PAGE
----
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What is the best way of working with linq data context? And how does link work with sql connection (when does it open connection and when does it close connection)? Should I aloways use using statement when i work with data context?

Sorry for list of questions. Thanks in advance.

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1 Answer 1

up vote 6 down vote accepted

There's a lot to cover here - I'll give you my potted view - and then give you some links etc to help you further.

There are many other similar questions around this site as well, though - so do a search and you'll find more.


  • You don't need to use a using statement with a Linq-To-Sql DataContext, but you do have to dispose it when you're done. Therefore the using block is the best way because of it's try ... finally {} semantics. So, in my opinion you should use a using block.

  • You should not keep linq to sql data contexts open for long periods of time, because of the change tracking that occurs in every object that the context opens - it damages performances and can cause unexpected behaviour.

  • The Sql Connection, as far as I'm aware, is opened when the context is constructed, and closed when it is disposed.

Therefore, you should open a linq to sql context when you want to select, insert, update or delete data, and then close it once you're done. Inserting 100 records via the same DC is fine, for example; as is updating or deleting. However I probably wouldn't select a few thousand records of one type, update a few thousand of another, then delete some more of another all in one context - primarily for performance reasons.

Related Data

If you have related data - i.e. Table A -> Table B, then know that the default for the DataContext (DC) is to lazy-load a related row in B when accessed from the child property on A. Therefore, if you intend to pass back one of your linq to sql-generated classes outside of the code that creates and disposes the DC that is used to select, you can get ObjectDisposedExceptions getting thrown.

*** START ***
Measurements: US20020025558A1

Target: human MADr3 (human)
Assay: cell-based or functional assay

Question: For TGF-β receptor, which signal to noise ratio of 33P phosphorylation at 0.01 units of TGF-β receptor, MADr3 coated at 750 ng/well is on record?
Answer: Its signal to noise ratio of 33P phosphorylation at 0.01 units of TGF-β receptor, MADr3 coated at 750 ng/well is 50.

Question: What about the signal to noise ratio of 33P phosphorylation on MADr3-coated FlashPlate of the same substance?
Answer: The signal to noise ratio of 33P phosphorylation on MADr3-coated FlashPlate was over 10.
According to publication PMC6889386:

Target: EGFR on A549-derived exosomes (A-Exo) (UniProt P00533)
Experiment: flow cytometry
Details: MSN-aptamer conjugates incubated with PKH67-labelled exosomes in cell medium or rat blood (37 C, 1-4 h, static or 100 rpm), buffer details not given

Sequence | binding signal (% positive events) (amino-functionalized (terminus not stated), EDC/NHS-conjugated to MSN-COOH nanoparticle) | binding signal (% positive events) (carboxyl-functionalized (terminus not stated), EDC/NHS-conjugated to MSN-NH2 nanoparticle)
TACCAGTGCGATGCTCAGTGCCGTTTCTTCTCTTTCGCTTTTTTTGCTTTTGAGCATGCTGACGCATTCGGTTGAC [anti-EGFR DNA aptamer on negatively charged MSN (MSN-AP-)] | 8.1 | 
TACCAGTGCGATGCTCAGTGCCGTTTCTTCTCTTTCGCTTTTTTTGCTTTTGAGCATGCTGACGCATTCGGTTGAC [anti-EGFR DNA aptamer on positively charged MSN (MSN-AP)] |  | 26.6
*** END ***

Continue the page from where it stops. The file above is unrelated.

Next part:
To avoid this - you can use the DataLoadOptions.LoadWith<> and DataLoadOptions.AssociateWith<> to mitigate this also - which forces a pre-fetch of related rows when one row is selected. This can increase the amount of data that your Linq To Sql queries read from the database, though, so you would not typically always apply prefetches of all related records for all queries - only on those that you know will require them.

Sorry, I'm not giving code examples or anything else - there's a lot to cover in one answer - but here's some links:

Rick Strahl talking about Linq To Sql DC lifetimes

Dinesh of Microsoft talking about the same

Scott Guthrie - 9 Part Linq to SQL Series - this is a linq to a search on his blog - scroll down, and page through, and you'll find all of the different parts, starting with part 1 back in May 2007.

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Thanks Andras! You answer is really great. Code samples are not really required... – iburlakov Jan 21 '10 at 11:55
glad to be of help :) – Andras Zoltan Jan 21 '10 at 12:11

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